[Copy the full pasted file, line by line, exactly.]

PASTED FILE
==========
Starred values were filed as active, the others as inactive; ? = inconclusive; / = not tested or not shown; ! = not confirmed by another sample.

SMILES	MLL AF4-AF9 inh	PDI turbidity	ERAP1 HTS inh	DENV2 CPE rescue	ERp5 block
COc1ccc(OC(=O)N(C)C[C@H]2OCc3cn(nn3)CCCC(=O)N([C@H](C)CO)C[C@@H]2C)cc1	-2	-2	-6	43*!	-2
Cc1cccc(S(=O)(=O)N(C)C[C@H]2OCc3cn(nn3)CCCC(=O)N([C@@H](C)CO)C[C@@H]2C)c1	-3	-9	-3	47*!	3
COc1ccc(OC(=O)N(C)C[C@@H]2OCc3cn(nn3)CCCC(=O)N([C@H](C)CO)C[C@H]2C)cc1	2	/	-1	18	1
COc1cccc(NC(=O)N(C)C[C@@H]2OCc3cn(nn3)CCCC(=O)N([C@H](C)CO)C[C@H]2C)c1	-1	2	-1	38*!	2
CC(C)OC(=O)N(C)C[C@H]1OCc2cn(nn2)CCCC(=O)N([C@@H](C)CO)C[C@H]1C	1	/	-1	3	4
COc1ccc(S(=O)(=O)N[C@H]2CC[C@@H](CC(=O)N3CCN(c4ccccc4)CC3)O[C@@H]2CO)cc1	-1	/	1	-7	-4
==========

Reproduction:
Starred values were filed as active, the others as inactive; ? = inconclusive; / = not tested or not shown; ! = not confirmed by another sample.

SMILES	MLL AF4-AF9 inh	PDI turbidity	ERAP1 HTS inh	DENV2 CPE rescue	ERp5 block
COc1ccc(OC(=O)N(C)C[C@H]2OCc3cn(nn3)CCCC(=O)N([C@H](C)CO)C[C@@H]2C)cc1	-2	-2	-6	43*!	-2
Cc1cccc(S(=O)(=O)N(C)C[C@H]2OCc3cn(nn3)CCCC(=O)N([C@@H](C)CO)C[C@@H]2C)c1	-3	-9	-3	47*!	3
COc1ccc(OC(=O)N(C)C[C@@H]2OCc3cn(nn3)CCCC(=O)N([C@H](C)CO)C[C@H]2C)cc1	2	/	-1	18	1
COc1cccc(NC(=O)N(C)C[C@@H]2OCc3cn(nn3)CCCC(=O)N([C@H](C)CO)C[C@H]2C)c1	-1	2	-1	38*!	2
CC(C)OC(=O)N(C)C[C@H]1OCc2cn(nn2)CCCC(=O)N([C@@H](C)CO)C[C@H]1C	1	/	-1	3	4
COc1ccc(S(=O)(=O)N[C@H]2CC[C@@H](CC(=O)N3CCN(c4ccccc4)CC3)O[C@@H]2CO)cc1	-1	/	1	-7	-4